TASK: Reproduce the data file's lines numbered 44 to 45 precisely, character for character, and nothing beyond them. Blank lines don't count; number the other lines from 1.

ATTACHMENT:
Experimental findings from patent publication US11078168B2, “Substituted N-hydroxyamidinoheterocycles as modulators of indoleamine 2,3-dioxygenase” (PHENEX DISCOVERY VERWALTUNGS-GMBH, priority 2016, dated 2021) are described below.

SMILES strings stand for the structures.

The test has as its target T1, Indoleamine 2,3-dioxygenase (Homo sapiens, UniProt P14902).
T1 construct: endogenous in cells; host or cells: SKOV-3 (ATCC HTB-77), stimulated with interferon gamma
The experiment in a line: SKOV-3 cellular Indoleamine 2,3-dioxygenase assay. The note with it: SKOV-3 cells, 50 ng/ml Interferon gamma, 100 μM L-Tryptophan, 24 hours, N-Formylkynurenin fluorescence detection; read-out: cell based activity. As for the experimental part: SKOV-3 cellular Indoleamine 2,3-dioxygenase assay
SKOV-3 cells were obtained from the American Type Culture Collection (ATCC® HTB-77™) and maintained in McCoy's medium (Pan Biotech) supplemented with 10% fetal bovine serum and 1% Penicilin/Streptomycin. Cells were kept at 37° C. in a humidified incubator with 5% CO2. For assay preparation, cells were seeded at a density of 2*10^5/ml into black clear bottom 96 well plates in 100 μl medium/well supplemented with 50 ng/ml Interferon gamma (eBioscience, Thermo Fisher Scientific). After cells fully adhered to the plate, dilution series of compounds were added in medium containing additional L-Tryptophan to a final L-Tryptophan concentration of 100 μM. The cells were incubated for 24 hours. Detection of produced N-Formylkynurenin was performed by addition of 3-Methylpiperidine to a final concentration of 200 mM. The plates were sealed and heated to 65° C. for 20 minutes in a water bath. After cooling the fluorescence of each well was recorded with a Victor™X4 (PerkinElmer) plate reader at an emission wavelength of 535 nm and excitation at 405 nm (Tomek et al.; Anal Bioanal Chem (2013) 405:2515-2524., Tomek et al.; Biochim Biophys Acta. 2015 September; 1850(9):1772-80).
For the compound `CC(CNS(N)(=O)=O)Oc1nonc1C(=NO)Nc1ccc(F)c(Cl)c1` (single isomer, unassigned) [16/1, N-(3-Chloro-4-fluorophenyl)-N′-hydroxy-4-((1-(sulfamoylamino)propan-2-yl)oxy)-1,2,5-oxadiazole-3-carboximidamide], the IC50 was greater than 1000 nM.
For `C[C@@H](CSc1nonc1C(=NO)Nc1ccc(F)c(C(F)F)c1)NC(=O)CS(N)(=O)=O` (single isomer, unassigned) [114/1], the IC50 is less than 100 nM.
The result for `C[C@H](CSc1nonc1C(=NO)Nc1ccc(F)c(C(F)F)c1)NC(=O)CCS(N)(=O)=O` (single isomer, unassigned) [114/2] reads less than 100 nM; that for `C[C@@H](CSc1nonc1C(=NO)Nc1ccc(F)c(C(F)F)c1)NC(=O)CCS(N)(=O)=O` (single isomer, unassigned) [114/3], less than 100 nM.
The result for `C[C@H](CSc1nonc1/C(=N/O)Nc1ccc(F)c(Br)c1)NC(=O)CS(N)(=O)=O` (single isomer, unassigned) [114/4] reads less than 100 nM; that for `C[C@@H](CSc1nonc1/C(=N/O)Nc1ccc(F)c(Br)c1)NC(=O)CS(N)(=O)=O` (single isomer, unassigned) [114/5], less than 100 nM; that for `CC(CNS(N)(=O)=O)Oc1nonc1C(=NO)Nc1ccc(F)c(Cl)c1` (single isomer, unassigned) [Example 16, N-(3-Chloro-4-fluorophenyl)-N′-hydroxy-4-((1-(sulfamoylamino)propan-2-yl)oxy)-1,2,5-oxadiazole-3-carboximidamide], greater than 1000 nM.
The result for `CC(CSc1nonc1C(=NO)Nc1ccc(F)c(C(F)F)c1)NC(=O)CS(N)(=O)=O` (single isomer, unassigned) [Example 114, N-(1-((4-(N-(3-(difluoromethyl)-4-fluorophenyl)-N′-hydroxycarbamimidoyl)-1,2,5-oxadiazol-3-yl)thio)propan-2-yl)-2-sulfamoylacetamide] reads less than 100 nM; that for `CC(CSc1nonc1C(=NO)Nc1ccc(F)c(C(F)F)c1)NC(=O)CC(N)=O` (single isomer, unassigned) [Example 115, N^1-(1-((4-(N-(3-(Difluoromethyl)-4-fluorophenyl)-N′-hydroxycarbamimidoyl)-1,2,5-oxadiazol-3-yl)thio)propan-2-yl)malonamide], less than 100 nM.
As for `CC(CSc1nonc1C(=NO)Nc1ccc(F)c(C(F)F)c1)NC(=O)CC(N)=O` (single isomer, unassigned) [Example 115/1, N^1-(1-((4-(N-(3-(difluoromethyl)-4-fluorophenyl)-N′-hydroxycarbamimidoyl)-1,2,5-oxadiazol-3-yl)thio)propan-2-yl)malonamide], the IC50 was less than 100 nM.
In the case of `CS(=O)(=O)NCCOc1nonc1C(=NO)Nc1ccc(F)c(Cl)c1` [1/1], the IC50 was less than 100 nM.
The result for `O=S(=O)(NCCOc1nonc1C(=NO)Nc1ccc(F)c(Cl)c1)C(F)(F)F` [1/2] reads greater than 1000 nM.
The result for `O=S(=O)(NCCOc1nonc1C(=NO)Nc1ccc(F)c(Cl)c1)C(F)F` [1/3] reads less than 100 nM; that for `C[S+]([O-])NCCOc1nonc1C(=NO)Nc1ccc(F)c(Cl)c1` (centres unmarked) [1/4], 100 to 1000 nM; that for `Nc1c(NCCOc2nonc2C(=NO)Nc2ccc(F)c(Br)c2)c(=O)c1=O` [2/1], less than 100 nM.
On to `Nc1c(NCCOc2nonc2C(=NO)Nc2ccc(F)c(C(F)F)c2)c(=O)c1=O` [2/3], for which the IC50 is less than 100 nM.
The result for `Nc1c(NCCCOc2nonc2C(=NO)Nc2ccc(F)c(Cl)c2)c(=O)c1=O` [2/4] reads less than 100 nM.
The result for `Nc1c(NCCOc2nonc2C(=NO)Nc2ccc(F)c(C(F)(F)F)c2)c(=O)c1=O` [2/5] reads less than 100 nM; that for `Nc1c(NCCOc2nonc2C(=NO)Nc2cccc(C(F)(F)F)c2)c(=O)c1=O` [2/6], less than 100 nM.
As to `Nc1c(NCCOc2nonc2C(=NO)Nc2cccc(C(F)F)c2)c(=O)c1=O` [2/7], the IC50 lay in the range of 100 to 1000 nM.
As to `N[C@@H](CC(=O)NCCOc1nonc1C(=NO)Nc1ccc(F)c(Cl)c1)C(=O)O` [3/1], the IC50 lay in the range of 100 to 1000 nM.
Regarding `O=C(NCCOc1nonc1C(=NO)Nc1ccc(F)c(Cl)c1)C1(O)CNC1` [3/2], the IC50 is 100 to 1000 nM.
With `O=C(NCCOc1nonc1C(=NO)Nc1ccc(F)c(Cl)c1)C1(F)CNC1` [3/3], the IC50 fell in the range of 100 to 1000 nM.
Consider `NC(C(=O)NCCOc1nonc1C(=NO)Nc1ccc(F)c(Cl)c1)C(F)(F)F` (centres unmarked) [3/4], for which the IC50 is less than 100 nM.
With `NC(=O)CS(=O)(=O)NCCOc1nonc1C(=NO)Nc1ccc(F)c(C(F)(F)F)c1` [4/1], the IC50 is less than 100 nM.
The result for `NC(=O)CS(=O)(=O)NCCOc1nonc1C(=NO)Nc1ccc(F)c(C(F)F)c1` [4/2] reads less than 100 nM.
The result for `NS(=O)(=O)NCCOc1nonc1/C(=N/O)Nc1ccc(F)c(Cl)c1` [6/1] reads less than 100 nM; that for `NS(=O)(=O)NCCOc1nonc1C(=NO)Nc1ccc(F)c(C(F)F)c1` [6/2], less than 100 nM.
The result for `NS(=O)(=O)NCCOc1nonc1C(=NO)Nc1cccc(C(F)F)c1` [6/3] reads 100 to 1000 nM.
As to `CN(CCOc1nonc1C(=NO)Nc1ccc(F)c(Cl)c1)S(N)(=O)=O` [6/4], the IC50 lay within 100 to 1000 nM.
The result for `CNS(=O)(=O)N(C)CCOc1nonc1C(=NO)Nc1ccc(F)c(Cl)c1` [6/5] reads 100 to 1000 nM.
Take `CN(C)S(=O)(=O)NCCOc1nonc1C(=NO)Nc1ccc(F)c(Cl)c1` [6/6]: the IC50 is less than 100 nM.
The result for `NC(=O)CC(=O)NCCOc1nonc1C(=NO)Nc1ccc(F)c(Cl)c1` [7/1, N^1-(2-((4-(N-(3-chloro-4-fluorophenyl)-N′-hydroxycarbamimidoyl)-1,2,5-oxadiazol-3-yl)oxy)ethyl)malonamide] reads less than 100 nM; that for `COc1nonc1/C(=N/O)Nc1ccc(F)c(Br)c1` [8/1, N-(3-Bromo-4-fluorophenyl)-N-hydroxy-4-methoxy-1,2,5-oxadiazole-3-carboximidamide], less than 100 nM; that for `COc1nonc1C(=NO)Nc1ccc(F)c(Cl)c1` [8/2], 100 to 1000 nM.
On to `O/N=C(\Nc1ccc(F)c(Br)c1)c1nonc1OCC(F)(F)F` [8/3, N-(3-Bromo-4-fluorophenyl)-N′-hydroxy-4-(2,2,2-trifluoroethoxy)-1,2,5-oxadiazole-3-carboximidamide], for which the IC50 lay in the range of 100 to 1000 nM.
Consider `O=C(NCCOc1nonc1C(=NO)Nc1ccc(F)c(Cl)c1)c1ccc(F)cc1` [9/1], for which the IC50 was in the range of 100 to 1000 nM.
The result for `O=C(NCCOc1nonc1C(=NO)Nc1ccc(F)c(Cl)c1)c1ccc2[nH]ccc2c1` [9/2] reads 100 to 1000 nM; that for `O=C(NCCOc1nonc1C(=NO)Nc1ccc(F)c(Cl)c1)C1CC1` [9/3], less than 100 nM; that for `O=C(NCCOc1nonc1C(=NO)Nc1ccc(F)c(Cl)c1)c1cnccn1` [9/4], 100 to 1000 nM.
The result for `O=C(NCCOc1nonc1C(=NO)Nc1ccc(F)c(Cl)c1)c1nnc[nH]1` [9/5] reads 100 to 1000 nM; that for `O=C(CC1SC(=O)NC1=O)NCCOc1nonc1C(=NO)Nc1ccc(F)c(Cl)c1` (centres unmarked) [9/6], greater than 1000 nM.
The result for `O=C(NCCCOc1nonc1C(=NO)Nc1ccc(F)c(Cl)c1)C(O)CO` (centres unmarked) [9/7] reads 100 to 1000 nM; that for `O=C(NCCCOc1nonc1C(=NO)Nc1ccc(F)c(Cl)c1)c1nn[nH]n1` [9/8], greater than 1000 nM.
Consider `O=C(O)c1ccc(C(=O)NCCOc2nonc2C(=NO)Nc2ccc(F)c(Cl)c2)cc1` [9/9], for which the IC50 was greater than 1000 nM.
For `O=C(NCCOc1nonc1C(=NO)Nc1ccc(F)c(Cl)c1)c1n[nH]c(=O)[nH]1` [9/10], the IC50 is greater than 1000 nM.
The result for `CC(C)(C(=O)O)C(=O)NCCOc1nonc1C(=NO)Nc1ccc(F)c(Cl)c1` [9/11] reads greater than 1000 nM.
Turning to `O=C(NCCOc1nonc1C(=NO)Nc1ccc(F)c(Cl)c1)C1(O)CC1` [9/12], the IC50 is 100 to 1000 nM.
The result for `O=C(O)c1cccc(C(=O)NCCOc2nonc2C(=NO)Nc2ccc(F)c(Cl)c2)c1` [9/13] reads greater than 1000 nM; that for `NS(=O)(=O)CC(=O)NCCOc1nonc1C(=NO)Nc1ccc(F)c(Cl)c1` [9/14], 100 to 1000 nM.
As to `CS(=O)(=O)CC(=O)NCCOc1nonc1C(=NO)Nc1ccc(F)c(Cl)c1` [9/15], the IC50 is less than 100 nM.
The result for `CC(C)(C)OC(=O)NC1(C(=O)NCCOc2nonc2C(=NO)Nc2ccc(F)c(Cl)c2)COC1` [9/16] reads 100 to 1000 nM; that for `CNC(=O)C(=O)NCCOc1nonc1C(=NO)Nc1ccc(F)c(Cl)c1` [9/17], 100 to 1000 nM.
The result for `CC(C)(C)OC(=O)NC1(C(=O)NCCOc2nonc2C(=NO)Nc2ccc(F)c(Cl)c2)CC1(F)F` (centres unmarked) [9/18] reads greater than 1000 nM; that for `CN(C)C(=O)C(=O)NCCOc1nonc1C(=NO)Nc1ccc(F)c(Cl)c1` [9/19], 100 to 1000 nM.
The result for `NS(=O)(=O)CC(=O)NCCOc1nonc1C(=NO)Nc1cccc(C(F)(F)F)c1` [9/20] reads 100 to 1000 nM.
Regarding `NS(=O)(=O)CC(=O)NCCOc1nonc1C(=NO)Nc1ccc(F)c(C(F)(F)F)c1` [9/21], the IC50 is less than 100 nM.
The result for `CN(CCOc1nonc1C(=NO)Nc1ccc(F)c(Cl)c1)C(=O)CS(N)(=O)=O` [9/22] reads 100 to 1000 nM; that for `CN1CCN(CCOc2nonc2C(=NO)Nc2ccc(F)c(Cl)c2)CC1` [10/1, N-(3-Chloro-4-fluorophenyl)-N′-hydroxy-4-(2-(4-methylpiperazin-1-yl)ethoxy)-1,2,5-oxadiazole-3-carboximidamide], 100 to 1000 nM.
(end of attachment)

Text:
The result for `CC(C)(C)OC(=O)NC1(C(=O)NCCOc2nonc2C(=NO)Nc2ccc(F)c(Cl)c2)CC1(F)F` (centres unmarked) [9/18] reads greater than 1000 nM; that for `CN(C)C(=O)C(=O)NCCOc1nonc1C(=NO)Nc1ccc(F)c(Cl)c1` [9/19], 100 to 1000 nM.
The result for `NS(=O)(=O)CC(=O)NCCOc1nonc1C(=NO)Nc1cccc(C(F)(F)F)c1` [9/20] reads 100 to 1000 nM.